“When we think in creative ways, it helps us be a well-rounded person,” he noted.

“In math we use critical thinking a lot,” added Julia Swinford, another fourth grader. “It’s what happens when we try again, or know we need to find a stronger justification.”


The Shelby County graduate profile now influences classroom work and serves as a focal point for the district’s public outreach.

“This was created by the community,” said Sally Sugg, the Shelby County superintendent. A series of community forums, input from families and students, and in-school conversations produced the profile’s goals. As administrators have connected in-school experiences and new workplace learning to the skills, continuing community meetings are used to monitor how well progress is being communicated and understood.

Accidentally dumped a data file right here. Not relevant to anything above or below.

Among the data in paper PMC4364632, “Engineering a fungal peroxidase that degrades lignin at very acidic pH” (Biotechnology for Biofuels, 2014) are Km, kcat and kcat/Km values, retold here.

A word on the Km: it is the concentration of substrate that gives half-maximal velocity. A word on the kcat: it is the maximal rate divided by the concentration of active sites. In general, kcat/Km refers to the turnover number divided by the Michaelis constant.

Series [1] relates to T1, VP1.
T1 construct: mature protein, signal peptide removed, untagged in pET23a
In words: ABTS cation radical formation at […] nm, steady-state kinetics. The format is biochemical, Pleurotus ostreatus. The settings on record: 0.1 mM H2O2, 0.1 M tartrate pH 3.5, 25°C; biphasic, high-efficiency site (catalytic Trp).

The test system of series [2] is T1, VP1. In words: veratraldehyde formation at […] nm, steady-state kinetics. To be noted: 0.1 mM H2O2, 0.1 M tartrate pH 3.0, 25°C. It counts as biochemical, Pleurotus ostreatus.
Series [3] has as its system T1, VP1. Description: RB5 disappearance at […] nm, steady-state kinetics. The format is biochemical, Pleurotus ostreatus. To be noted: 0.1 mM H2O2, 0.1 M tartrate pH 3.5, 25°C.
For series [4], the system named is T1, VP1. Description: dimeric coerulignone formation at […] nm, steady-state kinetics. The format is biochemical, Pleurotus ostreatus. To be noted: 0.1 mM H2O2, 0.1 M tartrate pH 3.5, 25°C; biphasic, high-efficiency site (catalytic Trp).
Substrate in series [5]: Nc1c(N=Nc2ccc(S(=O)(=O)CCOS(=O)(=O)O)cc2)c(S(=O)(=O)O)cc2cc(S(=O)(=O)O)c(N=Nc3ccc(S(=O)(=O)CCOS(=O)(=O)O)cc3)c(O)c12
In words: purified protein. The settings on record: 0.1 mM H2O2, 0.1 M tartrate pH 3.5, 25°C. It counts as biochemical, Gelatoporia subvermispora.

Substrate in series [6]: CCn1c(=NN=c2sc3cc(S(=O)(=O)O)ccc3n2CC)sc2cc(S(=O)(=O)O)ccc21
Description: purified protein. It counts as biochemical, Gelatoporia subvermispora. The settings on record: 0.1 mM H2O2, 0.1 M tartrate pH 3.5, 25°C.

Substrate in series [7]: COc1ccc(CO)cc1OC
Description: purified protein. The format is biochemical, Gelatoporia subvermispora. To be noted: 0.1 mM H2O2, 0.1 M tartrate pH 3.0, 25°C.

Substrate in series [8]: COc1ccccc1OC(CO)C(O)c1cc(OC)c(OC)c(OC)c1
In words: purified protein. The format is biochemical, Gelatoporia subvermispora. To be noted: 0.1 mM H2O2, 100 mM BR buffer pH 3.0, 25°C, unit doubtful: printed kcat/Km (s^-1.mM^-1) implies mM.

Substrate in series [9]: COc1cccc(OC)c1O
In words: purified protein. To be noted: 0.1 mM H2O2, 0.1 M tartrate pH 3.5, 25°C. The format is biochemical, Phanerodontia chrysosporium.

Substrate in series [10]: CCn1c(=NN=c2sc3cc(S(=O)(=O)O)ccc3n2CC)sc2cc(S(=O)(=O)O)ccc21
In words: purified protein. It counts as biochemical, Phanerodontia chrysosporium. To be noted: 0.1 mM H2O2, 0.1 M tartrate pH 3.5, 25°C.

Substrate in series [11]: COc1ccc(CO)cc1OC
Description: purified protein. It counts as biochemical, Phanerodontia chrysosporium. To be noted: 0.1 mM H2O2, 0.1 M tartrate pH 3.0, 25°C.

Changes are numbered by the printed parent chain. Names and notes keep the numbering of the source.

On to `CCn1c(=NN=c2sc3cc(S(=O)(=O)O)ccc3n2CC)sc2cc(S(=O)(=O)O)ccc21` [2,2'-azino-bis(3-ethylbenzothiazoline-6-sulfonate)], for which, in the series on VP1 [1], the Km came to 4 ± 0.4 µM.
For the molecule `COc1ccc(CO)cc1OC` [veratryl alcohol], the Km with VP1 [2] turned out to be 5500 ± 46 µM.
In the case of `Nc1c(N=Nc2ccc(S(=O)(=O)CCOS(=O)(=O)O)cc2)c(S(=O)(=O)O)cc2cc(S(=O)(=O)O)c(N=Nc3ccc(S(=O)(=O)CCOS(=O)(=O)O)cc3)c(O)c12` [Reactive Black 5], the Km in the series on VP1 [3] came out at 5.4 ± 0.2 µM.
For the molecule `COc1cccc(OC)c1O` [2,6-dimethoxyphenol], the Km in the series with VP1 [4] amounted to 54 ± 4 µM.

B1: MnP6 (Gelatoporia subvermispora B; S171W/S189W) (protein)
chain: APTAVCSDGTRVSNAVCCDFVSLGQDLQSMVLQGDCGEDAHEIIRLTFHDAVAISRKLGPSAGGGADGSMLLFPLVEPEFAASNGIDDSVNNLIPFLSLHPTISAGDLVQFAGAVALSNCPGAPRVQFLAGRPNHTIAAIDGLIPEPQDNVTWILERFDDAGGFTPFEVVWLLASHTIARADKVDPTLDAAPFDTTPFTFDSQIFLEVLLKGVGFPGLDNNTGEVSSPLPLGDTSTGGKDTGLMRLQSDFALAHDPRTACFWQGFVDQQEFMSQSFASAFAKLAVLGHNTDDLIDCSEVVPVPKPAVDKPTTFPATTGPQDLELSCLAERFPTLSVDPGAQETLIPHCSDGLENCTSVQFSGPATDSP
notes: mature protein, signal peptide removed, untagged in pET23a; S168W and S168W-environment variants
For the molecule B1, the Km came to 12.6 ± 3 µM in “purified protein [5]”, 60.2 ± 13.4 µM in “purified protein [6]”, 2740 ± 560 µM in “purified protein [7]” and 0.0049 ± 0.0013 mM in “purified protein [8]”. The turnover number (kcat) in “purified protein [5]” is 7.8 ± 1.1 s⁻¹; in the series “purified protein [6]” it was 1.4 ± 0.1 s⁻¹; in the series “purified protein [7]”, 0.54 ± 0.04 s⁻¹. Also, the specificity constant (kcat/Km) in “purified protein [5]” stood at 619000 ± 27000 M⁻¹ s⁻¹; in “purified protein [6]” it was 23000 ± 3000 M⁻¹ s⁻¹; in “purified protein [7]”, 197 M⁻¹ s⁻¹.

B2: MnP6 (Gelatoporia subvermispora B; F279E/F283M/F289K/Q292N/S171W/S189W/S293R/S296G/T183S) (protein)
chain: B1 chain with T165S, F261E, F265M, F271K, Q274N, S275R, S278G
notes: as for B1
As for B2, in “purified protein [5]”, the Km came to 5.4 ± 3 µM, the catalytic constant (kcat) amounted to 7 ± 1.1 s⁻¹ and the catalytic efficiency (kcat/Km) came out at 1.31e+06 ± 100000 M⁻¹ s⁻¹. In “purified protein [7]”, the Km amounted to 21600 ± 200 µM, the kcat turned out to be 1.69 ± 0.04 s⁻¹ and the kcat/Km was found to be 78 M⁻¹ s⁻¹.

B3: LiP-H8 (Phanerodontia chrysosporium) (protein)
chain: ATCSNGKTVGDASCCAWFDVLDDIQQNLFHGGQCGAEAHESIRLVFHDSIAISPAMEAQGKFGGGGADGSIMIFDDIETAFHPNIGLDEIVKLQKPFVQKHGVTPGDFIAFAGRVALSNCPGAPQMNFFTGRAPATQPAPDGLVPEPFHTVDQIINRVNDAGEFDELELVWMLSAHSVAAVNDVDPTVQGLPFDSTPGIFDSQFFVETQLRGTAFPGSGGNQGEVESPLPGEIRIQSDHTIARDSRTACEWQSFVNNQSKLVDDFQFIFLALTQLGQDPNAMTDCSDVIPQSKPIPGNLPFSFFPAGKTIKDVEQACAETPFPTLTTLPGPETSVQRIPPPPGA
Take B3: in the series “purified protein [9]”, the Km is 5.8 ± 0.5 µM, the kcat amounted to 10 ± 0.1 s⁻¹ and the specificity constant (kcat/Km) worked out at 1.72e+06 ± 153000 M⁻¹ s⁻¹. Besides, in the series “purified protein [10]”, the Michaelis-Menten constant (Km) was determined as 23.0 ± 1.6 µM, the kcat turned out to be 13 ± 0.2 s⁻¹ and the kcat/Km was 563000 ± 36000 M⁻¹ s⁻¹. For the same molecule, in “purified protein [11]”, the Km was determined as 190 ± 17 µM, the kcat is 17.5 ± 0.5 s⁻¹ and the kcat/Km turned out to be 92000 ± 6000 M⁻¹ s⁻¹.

“Everybody involved values these competencies to a great degree,” Sugg said of the profile. “We’ve heard repeatedly how people don’t lose jobs because they don’t have knowledge, they lose them because they don’t have skills.”

Based on community connections, the district has created a work-based learning liaison position, career workshops for students, and more support for high school students working in local jobs.

At the state level, increased community collaboration is one of three priority areas in the education department’s new strategic priorities known as United We Learn, introduced in late 2021.  Community partnerships are also a focus of a deeper learning grant initiative by Kentucky’s education cooperatives.

“Opportunities to engage communities and create deep and meaningful learning experiences for students abound in our Commonwealth,” Education Commissioner Jason Glass wrote in 2021.